OS: How do you prepare for leading a week of festivities leading up to a home football game?
SB: Most of the preparation is done before the season even starts, such as what sports teams will be visiting each week and what events will take place. This is nice because it sets a schedule in stone early on to ensure maximum coordination. Each week the president creates a weekly rundown flyer that is posted on social media to orient campers with the schedule for the week. I also contact the other execs to see who will be bringing what supplies (canopy, white board, etc.). Lastly I just pray that it won’t rain the entire week. Last season was really bad weather wise — wet sleeping bags and air mattresses are not fun.
OS: What changes or improvements do you hope to make to Nittanyville this year?
SB: We are looking to really enhance the weeklong campout experience this season. It is unquestionably our largest and most popular campout of the season, so we are going to hype it up as much as possible. We are trying to incorporate events every night of the week in addition to the Slam Dunk Contest and Trashcan Football Tournament. You don’t want to miss this one.
OS: What are you most looking forward to about football season?
SB: The Ohio State game, by far. This is always such a highly-anticipated weekend in Happy Valley for everyone. All Penn Staters are aware of how the last Ohio State game in Beaver Stadium went, and I have no doubt that everyone will pack the stadium, ready to be louder than ever.
OS: What is your vision for the future of Nittanyville as an organization?
SB: My ultimate goal is to make Nittanyville the place everyone wants to be. We have too much going on each week for people to be elsewhere. I just want everyone who is interested in camping to actually try it out. Most people say, “oh it’s definitely something I want to do before I graduate,” and then a lot don’t end up following through. It makes sense that most students don’t come to college with a tent; but that single element is what discourages them. Most people don’t know that we actually have a tent rental program for these situations. I don’t want people to be discouraged from trying out something they are interested in when we can provide the tent for them. First-time campers will not be disappointed when they come to Gate A.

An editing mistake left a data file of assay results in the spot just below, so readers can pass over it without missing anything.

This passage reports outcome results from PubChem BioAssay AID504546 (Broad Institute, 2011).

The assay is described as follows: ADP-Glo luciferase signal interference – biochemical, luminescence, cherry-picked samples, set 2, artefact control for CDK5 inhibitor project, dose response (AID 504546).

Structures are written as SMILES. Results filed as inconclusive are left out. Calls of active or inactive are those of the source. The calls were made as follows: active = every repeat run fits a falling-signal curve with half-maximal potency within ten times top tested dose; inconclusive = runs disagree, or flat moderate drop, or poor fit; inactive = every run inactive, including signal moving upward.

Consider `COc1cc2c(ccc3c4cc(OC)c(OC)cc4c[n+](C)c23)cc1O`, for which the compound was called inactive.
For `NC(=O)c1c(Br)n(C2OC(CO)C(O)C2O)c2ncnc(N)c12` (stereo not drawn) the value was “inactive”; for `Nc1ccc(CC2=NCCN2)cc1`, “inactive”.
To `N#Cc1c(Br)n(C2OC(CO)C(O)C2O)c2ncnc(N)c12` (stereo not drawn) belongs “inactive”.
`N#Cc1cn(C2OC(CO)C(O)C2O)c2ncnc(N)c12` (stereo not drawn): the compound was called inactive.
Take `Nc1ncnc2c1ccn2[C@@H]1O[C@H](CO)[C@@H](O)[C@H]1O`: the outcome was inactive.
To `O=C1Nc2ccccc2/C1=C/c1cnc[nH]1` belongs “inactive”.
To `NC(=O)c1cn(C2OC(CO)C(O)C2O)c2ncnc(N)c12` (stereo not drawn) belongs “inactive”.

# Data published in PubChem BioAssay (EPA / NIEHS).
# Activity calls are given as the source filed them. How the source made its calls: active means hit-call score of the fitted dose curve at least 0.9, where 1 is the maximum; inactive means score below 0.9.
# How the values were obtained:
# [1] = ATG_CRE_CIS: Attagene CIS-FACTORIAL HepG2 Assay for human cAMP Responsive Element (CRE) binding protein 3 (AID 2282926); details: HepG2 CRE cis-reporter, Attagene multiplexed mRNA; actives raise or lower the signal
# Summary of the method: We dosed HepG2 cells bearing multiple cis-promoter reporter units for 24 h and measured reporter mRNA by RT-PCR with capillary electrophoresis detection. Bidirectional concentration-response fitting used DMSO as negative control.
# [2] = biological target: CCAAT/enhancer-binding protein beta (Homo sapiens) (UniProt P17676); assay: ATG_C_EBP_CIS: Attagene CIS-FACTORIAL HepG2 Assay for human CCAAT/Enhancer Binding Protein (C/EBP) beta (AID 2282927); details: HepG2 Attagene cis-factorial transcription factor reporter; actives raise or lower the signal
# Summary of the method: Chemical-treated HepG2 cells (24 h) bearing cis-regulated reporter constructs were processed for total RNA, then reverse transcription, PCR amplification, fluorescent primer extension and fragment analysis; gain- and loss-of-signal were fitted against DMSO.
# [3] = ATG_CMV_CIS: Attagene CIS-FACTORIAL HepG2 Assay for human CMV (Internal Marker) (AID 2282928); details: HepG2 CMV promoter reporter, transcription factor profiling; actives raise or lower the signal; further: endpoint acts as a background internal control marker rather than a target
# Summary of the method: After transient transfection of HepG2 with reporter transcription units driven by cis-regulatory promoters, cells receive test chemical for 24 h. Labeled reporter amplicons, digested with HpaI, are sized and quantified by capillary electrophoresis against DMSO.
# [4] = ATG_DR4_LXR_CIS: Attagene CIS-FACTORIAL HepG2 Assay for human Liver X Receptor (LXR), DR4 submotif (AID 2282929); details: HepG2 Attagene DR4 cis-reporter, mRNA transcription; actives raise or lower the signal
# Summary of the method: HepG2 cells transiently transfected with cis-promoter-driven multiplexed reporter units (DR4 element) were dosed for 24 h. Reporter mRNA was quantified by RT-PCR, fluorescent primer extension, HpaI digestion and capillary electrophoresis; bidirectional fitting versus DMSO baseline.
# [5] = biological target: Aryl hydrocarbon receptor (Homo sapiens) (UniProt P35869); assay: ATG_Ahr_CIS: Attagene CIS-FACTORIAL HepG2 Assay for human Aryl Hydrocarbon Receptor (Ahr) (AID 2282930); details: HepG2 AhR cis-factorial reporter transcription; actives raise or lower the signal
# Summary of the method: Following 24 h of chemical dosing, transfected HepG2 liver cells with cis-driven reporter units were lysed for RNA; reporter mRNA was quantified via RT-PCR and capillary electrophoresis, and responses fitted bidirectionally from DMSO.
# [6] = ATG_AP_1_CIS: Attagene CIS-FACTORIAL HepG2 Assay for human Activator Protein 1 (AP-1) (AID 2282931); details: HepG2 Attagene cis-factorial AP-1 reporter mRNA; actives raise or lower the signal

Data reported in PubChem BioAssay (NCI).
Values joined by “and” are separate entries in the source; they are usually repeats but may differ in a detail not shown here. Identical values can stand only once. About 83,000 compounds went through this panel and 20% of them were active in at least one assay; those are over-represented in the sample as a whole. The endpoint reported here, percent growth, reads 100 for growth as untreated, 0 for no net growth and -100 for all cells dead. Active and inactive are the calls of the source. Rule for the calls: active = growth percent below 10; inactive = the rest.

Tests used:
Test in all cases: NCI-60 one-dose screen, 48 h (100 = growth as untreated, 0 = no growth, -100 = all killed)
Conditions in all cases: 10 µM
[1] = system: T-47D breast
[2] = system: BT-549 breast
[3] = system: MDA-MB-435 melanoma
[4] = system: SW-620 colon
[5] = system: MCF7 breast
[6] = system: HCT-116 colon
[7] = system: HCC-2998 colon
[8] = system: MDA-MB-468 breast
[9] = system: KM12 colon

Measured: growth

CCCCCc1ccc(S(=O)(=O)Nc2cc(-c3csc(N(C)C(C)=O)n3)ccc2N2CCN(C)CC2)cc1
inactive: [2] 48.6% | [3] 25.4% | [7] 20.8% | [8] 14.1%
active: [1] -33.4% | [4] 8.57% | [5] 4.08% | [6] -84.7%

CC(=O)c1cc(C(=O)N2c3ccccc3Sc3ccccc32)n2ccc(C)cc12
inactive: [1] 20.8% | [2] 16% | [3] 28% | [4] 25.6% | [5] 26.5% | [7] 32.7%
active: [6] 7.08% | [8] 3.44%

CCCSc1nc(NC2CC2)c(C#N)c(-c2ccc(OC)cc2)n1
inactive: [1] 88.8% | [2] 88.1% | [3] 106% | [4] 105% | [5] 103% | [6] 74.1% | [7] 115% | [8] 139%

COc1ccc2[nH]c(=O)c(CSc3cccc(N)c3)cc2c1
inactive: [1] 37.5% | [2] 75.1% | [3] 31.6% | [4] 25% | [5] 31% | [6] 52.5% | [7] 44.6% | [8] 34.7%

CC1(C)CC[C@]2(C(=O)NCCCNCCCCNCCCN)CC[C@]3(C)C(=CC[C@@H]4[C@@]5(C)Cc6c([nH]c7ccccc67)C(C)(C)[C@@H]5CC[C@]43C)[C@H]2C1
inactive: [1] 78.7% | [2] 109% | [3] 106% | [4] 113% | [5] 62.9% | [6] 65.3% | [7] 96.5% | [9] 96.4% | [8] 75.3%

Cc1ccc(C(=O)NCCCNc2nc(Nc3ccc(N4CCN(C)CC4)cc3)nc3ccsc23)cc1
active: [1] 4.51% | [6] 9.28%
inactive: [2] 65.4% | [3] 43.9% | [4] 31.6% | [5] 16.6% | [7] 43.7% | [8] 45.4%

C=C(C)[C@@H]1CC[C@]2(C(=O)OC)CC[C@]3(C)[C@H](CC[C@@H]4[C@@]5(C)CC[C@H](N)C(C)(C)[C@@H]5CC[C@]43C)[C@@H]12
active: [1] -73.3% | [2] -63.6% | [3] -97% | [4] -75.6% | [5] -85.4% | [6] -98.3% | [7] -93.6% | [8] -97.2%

OS: If you were a dinosaur, which one would you be and why?
SB: I would definitely be a brontosaurus because I would no longer be too short to reach the top shelf of cabinets on my own — a daily struggle for me. That long neck would be real helpful. Plus they look scary but are completely harmless and peaceful.
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About the Author
With no canning weekends held this year and canvassing eventually suspended as well, this year’s total is a testament to how committed THON volunteers truly are.
Totals aside, congratulations to every organization that volunteered with THON throughout this year to raise more than $10 million for the kids.